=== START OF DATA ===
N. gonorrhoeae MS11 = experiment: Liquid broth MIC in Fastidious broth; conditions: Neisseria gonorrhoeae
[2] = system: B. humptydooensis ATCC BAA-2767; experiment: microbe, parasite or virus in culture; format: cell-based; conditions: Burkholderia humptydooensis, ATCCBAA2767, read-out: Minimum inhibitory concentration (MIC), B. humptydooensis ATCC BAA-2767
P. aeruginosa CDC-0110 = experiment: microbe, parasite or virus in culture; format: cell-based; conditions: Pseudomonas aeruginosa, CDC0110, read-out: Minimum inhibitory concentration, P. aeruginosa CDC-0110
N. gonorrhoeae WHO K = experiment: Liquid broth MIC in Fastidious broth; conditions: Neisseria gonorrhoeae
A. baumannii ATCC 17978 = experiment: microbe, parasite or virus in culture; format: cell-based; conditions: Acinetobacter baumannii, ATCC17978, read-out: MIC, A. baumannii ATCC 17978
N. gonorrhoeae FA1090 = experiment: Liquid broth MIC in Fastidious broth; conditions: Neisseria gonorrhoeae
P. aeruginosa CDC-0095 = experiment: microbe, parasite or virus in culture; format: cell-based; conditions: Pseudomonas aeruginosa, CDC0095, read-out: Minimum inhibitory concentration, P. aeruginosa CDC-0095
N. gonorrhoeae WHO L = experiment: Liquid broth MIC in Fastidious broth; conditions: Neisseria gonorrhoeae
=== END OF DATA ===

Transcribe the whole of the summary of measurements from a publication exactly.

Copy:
N. gonorrhoeae MS11 = experiment: Liquid broth MIC in Fastidious broth; conditions: Neisseria gonorrhoeae
[2] = system: B. humptydooensis ATCC BAA-2767; experiment: microbe, parasite or virus in culture; format: cell-based; conditions: Burkholderia humptydooensis, ATCCBAA2767, read-out: Minimum inhibitory concentration (MIC), B. humptydooensis ATCC BAA-2767
P. aeruginosa CDC-0110 = experiment: microbe, parasite or virus in culture; format: cell-based; conditions: Pseudomonas aeruginosa, CDC0110, read-out: Minimum inhibitory concentration, P. aeruginosa CDC-0110
N. gonorrhoeae WHO K = experiment: Liquid broth MIC in Fastidious broth; conditions: Neisseria gonorrhoeae
A. baumannii ATCC 17978 = experiment: microbe, parasite or virus in culture; format: cell-based; conditions: Acinetobacter baumannii, ATCC17978, read-out: MIC, A. baumannii ATCC 17978
N. gonorrhoeae FA1090 = experiment: Liquid broth MIC in Fastidious broth; conditions: Neisseria gonorrhoeae
P. aeruginosa CDC-0095 = experiment: microbe, parasite or virus in culture; format: cell-based; conditions: Pseudomonas aeruginosa, CDC0095, read-out: Minimum inhibitory concentration, P. aeruginosa CDC-0095
N. gonorrhoeae WHO L = experiment: Liquid broth MIC in Fastidious broth; conditions: Neisseria gonorrhoeae